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Research Suggests An AI Model That Could Predict Whether Aggressive Breast Cancer Will Spread



Researchers have created an artificial intelligence (AI) model that has the potential to forecast the growth of aggressive breast cancer.

Women with triple negative breast cancer can have abnormalities in their lymph nodes, which are tiny, bean-shaped structures that assist filter cancer cells and fight infection, identified by the AI model.

Under the arm on the same side as the malignancy, the lymph nodes are one of the first locations breast cancer can spread.

Patients will probably require more extensive care in these situations.

The capacity to identify alterations in lymph nodes, according to the researchers, may aid medical professionals in treatment planning and provide patients with reassurance over the possibility of triple negative breast cancer spreading.

“By demonstrating that lymph node changes can predict if triple negative breast cancer will spread, we’ve built on our growing knowledge of the important role that immune response can play in understanding a patient’s prognosis,” said Dr. Anita Grigoriadis, who led the research at King’s College London’s Breast Cancer Now Unit.

“We’ve taken these findings from under the microscope and translated them into a deep-learning framework to create an AI model to potentially help doctors treat and care for patients, providing them with another tool in their arsenal for helping to prevent secondary breast cancer.”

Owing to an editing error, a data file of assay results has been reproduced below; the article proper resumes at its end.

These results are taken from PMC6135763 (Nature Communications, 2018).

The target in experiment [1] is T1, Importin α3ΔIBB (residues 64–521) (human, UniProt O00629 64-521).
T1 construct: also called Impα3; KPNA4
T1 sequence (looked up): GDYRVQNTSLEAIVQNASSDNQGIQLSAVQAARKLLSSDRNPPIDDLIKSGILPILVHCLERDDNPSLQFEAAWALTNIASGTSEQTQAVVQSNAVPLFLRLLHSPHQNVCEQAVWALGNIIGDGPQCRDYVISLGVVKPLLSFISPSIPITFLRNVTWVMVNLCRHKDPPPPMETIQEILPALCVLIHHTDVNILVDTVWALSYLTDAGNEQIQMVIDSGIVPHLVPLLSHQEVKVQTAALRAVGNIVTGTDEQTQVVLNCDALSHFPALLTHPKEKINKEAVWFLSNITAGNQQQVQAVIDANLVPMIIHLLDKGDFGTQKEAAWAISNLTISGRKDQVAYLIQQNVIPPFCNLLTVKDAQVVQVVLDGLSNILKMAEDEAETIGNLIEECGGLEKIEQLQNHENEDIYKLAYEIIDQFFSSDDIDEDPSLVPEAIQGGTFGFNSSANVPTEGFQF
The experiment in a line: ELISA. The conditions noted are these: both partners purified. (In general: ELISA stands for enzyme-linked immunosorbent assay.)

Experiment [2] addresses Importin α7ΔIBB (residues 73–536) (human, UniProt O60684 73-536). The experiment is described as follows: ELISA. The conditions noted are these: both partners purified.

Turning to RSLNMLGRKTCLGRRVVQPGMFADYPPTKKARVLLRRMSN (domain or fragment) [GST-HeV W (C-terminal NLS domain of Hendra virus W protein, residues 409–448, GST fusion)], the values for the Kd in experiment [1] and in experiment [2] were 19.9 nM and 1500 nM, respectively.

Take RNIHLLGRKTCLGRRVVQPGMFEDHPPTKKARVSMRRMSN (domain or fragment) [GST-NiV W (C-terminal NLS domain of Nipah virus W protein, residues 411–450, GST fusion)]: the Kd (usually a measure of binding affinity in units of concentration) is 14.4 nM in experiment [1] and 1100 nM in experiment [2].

With about 8,000 instances annually, triple negative breast cancer accounts for 15% of all breast cancer diagnoses in the UK, or one in seven cases.

About 25% of breast cancer deaths are caused by this kind of cancer, which lacks any of the receptors (proteins) typically seen in breast cancer.

Triple negative breast cancer is more common in women who have not yet gone through menopause, black women, and women who have inherited a mutated BRCA gene.

The researchers evaluated their AI model on almost 5,000 lymph nodes donated by 345 patients to biobanks, including the Breast Cancer Now Tissue Bank, for the study, which was published in The Journal of Pathology.

The probability of breast cancer metastasizing to other organs was determined by the model.

Even in cases when the breast cancer cells had not progressed to the organs, the team discovered that the AI model could still predict this outcome by merely examining the immune responses in the lymph nodes.

The researchers hope to test their AI model in clinical trials as one of the next steps.

“We’re planning to test the model further at centers across Europe to make it even more robust and precise,” Dr. Grigoriadis continued.

“The transition from assessing tissue on glass slides under a microscope to using computers in the NHS is gathering pace.

“We want to leverage this change to develop AI-powered software based on our model for pathologists to use to benefit women with this hard-to-treat breast cancer.”

About 8,000 UK women are diagnosed with triple negative breast cancer each year, which is a more aggressive type of the disease that frequently has worse outcomes. Dr. Simon Vincent, director of research, support, and influence at Breast Cancer Now, stated as much.

“If, thanks to this research, it’s possible to provide women with more tailored treatment and care based on the likelihood of the breast cancer spreading, it could help to save lives and reduce stress and worry.

“We look forward to further findings to understand how this could work in practice to benefit women affected by this type of breast cancer.”


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